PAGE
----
This weekend, I had the pleasure of watching a truly effective Musical Comedy scene, improvised onstage at the National Comedy Theatre in front of an appreciative crowd.
Don opened the scene in a flower shop, talking about how he had no friends or family, and only his flowers to make him happy.
Enter Karen, who confessed she passes by the flower shop daily to see Don inside, but never getting up the courage to say hello until now.
Jeff played Karen's young son, who was deathly allergic to poinsettias but also desperately wished to have a dad.
The description alone is full of tension, drama, and irony. The scene lasted only three minutes, compressed into four songs and two scenes, but drawn out, elaborated upon, I think it would have made for a brilliant little, slightly subversive, musical.
I got to thinking about exactly what was entertaining about this particular scene. What I arrived at what was essentially the same conclusion for one of my favorite movies: Shaun of the Dead.
As a comedic subversion of classic zombie movies, Shaun is a masterful parody.
But also as a truly classic zombie movie, it is equally effective.
Knowing the rules of what generally works within the context of any genre (some spheres like to call these 'tropes') allows you to create a story based in that genre so that it is recognizable to the audience, so that they know the rules of the world going in without you having to explain them, and it allows creators the freedom to find ways of subverting, and in so doing, revitalizing, these rules and 'tropes.'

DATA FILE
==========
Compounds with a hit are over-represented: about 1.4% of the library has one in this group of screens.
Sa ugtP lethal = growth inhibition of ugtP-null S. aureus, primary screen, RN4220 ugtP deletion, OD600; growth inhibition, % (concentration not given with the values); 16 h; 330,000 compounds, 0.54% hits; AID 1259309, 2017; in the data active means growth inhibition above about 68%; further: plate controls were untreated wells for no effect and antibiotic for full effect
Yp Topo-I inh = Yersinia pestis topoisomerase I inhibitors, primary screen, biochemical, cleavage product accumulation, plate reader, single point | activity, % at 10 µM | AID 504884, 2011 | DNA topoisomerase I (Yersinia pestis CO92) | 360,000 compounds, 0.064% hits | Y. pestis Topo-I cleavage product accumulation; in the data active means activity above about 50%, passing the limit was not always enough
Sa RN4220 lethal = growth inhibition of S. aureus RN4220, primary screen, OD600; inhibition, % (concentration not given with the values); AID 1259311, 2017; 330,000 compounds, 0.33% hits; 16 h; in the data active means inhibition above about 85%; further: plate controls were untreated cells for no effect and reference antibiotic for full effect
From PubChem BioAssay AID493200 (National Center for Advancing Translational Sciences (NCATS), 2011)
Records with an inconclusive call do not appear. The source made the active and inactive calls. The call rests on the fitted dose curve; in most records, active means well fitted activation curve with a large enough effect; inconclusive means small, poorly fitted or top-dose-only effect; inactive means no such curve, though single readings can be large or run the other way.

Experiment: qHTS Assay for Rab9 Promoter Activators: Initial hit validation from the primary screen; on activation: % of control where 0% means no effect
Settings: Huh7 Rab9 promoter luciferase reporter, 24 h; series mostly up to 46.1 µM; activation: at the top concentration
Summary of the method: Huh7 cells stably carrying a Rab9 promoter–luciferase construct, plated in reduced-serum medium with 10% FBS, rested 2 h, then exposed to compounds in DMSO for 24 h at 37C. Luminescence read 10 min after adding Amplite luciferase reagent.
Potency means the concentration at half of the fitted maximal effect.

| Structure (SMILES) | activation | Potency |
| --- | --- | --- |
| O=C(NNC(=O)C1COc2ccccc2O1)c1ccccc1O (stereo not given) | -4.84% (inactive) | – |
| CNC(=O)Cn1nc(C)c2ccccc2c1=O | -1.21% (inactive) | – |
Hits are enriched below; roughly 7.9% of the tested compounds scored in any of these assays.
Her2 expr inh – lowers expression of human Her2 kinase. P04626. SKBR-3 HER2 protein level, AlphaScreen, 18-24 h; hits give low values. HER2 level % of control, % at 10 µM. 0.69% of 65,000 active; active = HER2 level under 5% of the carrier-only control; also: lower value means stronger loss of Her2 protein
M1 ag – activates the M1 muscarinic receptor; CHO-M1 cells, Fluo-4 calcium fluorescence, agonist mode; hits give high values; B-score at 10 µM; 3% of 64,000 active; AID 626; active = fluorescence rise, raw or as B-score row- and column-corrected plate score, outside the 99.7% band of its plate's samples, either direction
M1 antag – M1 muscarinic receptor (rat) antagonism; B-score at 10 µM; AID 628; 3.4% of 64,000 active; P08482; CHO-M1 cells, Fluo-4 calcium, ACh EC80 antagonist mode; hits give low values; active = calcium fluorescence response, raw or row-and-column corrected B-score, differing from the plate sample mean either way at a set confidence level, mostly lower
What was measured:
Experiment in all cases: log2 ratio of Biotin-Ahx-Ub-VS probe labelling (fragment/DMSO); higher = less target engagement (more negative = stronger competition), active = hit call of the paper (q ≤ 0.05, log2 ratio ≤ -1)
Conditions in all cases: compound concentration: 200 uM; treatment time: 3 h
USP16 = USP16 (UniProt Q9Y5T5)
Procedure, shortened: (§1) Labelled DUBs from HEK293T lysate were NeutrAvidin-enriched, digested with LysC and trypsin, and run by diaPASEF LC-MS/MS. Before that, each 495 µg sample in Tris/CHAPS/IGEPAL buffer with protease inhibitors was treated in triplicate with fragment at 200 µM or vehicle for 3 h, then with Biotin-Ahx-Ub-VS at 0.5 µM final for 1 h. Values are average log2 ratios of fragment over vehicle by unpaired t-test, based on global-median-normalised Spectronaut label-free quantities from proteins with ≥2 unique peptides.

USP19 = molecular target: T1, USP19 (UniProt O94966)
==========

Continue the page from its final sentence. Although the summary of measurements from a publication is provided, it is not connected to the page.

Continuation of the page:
It's an old adage, but always true: You have to know the rules before you can break them.
Audiences are not completely stupid. Let's be honest, they can be dumb about a lot of things. Also, for the sake of entertainment we are so willing to suspend disbelief and this makes for a lethal combination. But audiences understand conventions, detect patterns, feel rhythms.
Saying that something is going to be a musical, it conjures up specific expectations in the eventual viewers' heads. Same thing if I were to say "Greek tragedy", "summer blockbuster", "chick flick", "Disney film", or "zombie movie." Audiences immediately know what rules will apply to this world.
When something comes along that can deftly and tastefully take us through these expected beats, and then suddenly add in new elements we weren't expecting but are executed so well that we can accept them, we have a refreshing new take on a tried and true method.
Take the film Enchanted, for instance. Not only is it a clever twist on the classic Disney formula, it still works as the classic Disney formula, modernizing it and updating it.
What makes short-form improv so deceptively difficult is walking that increasingly fine line between a scene that fulfills the expectations of the audience while also giving them something they were not expecting, without breaking the rules of context.
The improv team I perform with is wonderfully talented at many things, and one of their stronger suits is bringing musical scenes to life. Across the board, they're not always the strongest of singers, but their conviction and commitment makes them absolutely believable, and removes some of the scrutiny of their technical abilities, allowing the audience to focus on what they should be focusing on: their storytelling abilities.